Is asparagus a ‘bourgeois vegetable’?

Posted on June 4, 2018

Lady Muck has recently returned from a trip to Berlin to visit family, and reports that the asparagus season is in full swing there with various festivals and events to celebrate its joys. Of course being spring time the rather obviously phallic shape of the spears has certain fertility connotations, but what I hadn’t realised is that its popularity in Berlin and  that eastern part of Germany is at least in part a reaction to  it being  very much disapproved of in the old GDR where it was denounced as a ‘bourgeois vegetable’. Cultivation being pretty much banned until 1990 (doubtless there were a few fields where it was grown for the delectation of ‘leading Party members’ who could be relied upon never to fall for bourgeois delights of any kind)  the joy of being able to eat it without restriction subsequently, must have made the pleasure all the sweeter. It is a useful coincidence that the flat fertile farmland immediately to the south of Berlin, stretching out towards Wittenberg, is peculiarly suitable for its cultivation. Actually come to think of it, Martin Luther might have had a word or two to say about its cultivation too, and for not entirely different reasons than those of Party officials in the GDR 450 years later.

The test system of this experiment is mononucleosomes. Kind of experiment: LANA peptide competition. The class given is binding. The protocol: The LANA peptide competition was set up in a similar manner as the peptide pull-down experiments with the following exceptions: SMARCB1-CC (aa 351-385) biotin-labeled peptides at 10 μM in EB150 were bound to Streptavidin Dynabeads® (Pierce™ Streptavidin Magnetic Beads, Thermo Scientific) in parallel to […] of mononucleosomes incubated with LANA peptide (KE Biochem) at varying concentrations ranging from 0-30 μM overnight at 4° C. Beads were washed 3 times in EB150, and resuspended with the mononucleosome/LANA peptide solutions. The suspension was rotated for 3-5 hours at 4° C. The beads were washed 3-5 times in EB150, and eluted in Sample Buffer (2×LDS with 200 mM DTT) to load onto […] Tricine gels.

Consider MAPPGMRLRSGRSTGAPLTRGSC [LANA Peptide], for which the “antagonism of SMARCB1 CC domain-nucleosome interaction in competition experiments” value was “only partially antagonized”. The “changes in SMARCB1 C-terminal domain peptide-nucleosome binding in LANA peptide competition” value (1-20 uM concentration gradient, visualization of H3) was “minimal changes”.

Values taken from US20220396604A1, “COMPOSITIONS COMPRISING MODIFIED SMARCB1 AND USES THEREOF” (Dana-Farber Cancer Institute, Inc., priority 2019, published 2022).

My friend Gunter, a long time Berlin resident tells me that back in the day Agriculture Ministry officials in the GDR, really divided up vegetable growing into  those that could be produced on a large scale – suitable both for collective farms, and for mechanisation, and those like asparagus, that couldn’t. Naturally potatoes were an approved proletarian vegetable. More surprisingly so too was rhubarb. So much so that in the GDR rhubarb was more popular than potatoes (surely not as an accompaniment to fish!). But irony of ironies, rhubarb was very difficult to obtain in bourgeois West Germany and the souvenir of choice for west Berliners returning from a day trip to the East in those days was a supply of bottles of rhubarb juice,  completely unobtainable in the West. Gunter still has some souvenir bottles – the genuine stuff from the GDR days, in his memorabilia collection.

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